What will happen to my mother’s health care if Trump wins? (Obamacare allowed us to stay in this country and write its poetry, be its poetry, though it’s hard to write poetry without considering, debating, the xenophobia of the poetry community itself.) The micro-essay has its limits. The part of Trump’s immigration policy that concerns me the most is his statement that he will require “absolutely perfect documentation” from prospective immigrants, and even legal immigrants seeking to become naturalized. I remember what a mess it was, applying for my mother’s green card, when we tried to explain that the building that held the registry of her birth had been burned down seven years after Partition. The U.S. government official advised us to go to the nearest town or city, and make our enquiries there, to submit proof that the building had been burned down and thus the document could not be accessed. I had to then explain that this building, or the memory of the building, was in a country that my mother had left as a refugee, and that she could not return to easily, as a British (Hindu) citizen. That the two countries, Pakistan and India, were — at that moment — in a nuclear stand-off, and so on. Finally, imperfectly, we were able to submit a letter by a 98 year old aunt of my mother’s, notarized by her bank, confirming that my mother had been a child, and that she had been held her in a close embrace by her family, such as it was.

Home, from Wyoming, my son and I sat on the couch listening to Mozart’s Requiem and drinking banana shakes, made with coconut milk and flaxseed. To clarify, he rejected the shake and was eating proscuitto and cucumber slices from a chipped bowl. We were happy to see each other after the long weekend. Hey, I said, you never made me a power point for my birthday! “Like you said you would.” Oh, he said, and launched into a speech. “Mother, you are the kindest and bravest person I know…” Some part into it, he said: “I am tearing up, mother, because I love you so much. I am so grateful to be your son. You…are…amazing.” And at that moment, I put my hand on my son’s fifteen year old heart and said, good, these are good tears, because they come from the deepest part of you, and it is always good to cry like this, because it is means your life is being lived by and through your soul. Obviously, he would be mortified that I am writing such things in a micro-essay.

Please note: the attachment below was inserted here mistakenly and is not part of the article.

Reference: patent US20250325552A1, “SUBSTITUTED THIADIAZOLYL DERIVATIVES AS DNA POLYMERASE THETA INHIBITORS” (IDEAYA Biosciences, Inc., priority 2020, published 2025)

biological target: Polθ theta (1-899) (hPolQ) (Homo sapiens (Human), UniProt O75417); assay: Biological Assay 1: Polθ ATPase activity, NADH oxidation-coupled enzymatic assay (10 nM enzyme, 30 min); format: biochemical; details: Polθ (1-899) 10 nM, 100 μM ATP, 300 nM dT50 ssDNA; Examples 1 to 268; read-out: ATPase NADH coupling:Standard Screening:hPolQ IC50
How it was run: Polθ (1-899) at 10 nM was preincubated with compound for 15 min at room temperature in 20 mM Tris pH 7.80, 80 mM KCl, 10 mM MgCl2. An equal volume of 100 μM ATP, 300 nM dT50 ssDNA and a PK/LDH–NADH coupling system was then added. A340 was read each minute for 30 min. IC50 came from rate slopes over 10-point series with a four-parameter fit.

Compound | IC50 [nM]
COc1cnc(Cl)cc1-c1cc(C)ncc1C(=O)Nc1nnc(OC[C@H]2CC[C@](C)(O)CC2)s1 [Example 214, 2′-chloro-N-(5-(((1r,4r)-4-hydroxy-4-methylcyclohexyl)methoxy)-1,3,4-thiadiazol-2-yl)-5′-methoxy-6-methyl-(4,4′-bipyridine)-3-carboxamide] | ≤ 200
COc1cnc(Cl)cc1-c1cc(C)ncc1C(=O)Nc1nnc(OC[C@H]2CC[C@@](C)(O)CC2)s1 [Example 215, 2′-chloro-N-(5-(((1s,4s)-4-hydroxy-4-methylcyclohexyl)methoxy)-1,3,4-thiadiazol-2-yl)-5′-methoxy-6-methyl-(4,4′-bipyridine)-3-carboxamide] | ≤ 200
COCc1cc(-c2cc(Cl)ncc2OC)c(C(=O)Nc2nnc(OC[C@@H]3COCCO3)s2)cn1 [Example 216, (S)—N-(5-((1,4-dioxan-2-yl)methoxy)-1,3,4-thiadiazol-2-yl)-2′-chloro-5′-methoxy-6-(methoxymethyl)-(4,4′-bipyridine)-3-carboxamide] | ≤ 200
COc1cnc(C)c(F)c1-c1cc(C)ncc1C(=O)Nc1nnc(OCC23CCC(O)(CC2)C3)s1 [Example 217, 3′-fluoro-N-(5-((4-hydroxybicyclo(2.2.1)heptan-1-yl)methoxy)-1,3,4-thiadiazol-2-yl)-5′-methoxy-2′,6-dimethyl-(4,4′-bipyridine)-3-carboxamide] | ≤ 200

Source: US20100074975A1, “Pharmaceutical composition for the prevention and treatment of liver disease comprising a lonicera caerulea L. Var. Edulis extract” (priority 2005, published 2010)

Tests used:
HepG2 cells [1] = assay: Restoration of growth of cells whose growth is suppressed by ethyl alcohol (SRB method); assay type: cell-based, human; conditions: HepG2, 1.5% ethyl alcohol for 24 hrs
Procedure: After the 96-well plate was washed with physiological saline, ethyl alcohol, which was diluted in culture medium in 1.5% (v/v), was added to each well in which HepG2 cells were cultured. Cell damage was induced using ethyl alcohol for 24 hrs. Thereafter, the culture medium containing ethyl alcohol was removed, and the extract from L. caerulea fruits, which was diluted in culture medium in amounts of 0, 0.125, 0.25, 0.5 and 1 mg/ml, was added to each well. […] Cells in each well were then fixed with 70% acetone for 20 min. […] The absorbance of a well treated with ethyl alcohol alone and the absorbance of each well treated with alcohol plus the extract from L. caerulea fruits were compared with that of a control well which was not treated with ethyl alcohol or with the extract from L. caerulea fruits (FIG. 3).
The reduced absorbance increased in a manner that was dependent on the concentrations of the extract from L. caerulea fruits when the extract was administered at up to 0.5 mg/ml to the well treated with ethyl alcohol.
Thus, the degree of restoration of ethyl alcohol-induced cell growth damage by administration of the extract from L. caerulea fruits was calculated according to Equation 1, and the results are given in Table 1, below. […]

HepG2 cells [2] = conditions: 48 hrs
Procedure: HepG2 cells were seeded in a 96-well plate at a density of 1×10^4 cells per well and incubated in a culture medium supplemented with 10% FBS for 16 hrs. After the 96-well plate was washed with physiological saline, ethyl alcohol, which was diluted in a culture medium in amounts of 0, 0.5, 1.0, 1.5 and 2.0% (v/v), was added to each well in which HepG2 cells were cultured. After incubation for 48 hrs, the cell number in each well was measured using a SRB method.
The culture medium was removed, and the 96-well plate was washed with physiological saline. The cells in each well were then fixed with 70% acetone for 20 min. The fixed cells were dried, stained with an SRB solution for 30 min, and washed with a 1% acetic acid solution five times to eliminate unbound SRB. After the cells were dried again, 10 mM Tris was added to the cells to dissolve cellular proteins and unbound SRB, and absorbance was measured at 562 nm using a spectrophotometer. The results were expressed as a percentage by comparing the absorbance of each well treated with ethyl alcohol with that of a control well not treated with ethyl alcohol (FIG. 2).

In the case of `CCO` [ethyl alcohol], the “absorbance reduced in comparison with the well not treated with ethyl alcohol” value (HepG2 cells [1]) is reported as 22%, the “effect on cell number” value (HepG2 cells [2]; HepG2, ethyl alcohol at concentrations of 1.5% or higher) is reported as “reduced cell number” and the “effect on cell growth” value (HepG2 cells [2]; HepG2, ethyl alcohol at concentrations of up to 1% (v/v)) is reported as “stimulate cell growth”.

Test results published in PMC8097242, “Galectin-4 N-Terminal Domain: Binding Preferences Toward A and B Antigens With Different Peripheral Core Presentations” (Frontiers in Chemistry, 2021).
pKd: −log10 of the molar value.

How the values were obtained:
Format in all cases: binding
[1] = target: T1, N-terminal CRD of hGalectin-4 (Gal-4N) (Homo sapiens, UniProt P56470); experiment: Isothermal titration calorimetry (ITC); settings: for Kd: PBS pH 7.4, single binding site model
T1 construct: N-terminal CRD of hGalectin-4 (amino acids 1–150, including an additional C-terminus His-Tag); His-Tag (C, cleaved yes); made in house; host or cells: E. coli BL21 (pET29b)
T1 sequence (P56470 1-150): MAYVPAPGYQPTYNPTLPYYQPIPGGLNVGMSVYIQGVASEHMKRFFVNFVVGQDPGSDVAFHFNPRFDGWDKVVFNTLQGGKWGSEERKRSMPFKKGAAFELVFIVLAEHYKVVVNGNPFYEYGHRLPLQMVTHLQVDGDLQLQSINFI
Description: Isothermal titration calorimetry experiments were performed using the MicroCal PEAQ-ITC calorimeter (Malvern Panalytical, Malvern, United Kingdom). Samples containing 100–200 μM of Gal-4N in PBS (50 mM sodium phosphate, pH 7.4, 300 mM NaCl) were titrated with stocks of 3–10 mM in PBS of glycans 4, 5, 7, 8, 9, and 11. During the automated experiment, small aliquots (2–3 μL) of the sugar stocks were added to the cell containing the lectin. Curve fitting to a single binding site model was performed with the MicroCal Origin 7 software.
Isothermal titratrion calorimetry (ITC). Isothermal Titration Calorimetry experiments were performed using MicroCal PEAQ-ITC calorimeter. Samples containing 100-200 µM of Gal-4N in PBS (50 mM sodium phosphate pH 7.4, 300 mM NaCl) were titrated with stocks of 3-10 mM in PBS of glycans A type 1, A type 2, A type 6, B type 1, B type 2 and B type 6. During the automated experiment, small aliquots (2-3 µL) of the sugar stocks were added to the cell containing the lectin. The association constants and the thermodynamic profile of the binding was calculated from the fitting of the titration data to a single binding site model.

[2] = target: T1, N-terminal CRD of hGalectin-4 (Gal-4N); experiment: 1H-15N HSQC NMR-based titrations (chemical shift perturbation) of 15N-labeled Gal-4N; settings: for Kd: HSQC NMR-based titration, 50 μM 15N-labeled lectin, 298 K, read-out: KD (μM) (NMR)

But this is a micro-essay about what it is to live here, in a place that I am not from, in ways that still, at times, feel so ephemeral. I think of England and how all that remains of my family memory there is the image, perhaps, of a girl, in someone’s mind, lying beneath the apple trees next to the Great Barn — in that ragged bit of orchard next to Ruislip library — weeping and shaking in her own way! Perhaps I was wearing my blue coat and my red boots, and perhaps I am there, in someone’s mind, just as I see the man drinking from the amber bottle wrapped in a cloth or brown paper, his arms folded on the knotted, silky bough. He was a man of about 50, and he was so drunk, and yet we chatted. We talked that raw morning or early afternoon about suffering, and the cessation of suffering. How? Why? Did he see me crying? Why was I crying? Soon, we were sharing the cheese and pickle sandwich I had brought from home. No, I said, but thank you, when he offered me a sip of beer. I told him about the Rigpa sangha, a Buddhist group I sat with, to meditate, on Monday and Thursday evenings in Jasmine’s home near the Park Woods, and how surprised I was, when I saw him there, sober, the next day.

We ate biscuits. We drank tea. We talked about shame.

We emigrated. We were maternal. We had a Subaru Impreza that had previously been stolen from Denver airport and thus was sold at a discount, and it was in this car that we drove away from our home, then returned to it, in time.”